Any blow to the head can result in a traumatic brain injury. Whether from a fall, auto accident or sports injury, a TBI can have serious and wide-ranging physical and mental consequences.
Seeking immediate medical care when a TBI occurs may improve the person’s health outcomes. While some symptoms show up right away, others take days or weeks to appear.
Mild TBI symptoms
A mild TBI results in temporary brain cell damage. The person may experience symptoms that include these issues:
- Mental haze, confusion or disorientation
- Brief lapse of consciousness
- Sleep disturbance or too much sleep
- Nausea or vomiting
- Speech difficulties
- Ringing ears, blurry vision or other sensory issues
- Depression or anxiety
- Mood swings
- Difficulty concentrating or remembering
Signs of moderate to severe TBI
In addition to the same symptoms present with mild TBI, more serious TBI may result in the following:
- Slurred speech
- Hours to days of unconsciousness or coma
- Worsening headache, nausea or vomiting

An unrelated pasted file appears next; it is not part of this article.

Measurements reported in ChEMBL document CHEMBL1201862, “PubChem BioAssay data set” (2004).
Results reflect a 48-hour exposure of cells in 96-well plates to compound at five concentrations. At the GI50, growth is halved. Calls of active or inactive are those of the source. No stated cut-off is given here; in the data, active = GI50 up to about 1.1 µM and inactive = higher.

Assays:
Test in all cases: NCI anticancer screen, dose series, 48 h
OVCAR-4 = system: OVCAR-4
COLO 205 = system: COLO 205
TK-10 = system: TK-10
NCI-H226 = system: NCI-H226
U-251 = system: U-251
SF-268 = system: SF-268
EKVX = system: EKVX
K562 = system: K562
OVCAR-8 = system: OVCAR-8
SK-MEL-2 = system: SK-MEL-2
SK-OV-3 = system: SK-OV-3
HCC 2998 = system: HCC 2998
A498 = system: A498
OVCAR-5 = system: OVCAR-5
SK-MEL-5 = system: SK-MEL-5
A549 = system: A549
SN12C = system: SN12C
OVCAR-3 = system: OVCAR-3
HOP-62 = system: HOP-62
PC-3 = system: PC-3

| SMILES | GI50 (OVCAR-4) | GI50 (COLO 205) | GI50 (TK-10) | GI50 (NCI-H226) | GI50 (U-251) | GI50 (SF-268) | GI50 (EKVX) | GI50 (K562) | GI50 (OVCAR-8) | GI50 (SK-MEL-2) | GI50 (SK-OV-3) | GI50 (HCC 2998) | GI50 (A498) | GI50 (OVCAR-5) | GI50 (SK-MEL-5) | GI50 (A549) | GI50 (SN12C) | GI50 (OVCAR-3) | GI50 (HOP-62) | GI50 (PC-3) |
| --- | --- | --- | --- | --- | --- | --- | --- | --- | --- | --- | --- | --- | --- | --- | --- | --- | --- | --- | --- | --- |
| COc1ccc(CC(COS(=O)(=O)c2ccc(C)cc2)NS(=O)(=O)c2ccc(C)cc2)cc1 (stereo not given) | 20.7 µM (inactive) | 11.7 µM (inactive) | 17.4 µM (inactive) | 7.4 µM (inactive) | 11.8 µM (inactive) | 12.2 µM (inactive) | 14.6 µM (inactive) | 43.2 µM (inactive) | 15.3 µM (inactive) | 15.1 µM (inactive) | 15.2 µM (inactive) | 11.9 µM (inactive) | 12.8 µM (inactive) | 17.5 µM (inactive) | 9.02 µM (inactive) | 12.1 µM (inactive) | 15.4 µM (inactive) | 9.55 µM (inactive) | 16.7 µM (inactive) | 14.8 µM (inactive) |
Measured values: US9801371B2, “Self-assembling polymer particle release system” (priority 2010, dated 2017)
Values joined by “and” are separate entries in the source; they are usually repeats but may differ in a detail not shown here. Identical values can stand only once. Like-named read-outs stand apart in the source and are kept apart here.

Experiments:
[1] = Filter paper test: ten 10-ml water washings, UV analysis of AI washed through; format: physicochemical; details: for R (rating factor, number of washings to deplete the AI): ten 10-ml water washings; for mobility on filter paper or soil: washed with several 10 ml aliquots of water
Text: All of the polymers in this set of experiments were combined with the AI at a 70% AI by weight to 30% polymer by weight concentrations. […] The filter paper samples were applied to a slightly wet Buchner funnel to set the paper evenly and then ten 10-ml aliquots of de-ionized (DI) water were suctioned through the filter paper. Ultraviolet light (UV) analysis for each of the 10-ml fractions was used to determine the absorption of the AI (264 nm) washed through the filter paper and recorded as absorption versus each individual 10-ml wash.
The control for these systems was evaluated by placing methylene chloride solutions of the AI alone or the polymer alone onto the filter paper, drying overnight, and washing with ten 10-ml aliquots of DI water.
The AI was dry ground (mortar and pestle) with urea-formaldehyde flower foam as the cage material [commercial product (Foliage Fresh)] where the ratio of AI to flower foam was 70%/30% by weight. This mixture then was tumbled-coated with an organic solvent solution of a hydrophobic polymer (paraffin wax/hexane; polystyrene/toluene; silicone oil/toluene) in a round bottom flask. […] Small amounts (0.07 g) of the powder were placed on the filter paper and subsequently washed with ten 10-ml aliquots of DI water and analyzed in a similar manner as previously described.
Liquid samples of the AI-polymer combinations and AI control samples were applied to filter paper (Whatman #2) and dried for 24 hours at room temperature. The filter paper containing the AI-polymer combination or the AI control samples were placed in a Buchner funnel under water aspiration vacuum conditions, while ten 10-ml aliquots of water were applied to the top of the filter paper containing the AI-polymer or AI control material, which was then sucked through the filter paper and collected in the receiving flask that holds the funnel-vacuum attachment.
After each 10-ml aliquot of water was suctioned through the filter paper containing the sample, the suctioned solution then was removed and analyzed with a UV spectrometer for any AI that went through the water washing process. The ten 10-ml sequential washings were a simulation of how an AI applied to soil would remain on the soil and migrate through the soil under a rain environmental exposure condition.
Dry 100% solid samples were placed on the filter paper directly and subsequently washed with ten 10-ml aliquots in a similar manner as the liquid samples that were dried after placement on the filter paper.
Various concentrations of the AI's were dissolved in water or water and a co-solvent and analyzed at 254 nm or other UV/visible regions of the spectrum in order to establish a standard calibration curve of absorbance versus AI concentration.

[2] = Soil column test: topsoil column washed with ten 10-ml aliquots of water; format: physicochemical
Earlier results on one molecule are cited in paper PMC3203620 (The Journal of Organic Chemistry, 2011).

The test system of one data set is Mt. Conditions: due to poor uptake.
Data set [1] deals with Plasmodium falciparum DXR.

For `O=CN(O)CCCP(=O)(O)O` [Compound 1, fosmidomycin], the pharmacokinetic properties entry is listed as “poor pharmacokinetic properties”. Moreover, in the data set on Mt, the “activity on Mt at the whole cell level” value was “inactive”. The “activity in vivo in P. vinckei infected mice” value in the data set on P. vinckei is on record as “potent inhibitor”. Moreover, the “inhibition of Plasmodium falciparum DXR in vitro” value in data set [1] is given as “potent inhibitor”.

- Aggressive or otherwise unusual behavior
- Deep confusion
- Lack of physical coordination
- Dilated pupils
- Numb or weak extremities
Childhood TBI symptoms
Signs indicating TBI may vary in young children. If a child has a head injury, the parent should seek immediate medical attention. The child may show lack of interest in favorite things, change in nursing habits, loss of appetite, drowsiness, sadness, seizures, inconsolable crying and/or inability to focus.
Reducing risk of TBI
Males have increased risk of TBI, as do children younger than 4, older teens and young adults and individuals older than 60. Individuals can lower this risk with preventive steps such as wearing appropriate head protection when biking, playing sports, horseback riding or riding a motorcycle or all-terrain vehicle. Everyone should wear a seat belt and never drive while distracted or under the influence of drugs or alcohol. Parents with young children should install safety gates and supervise them closely at play.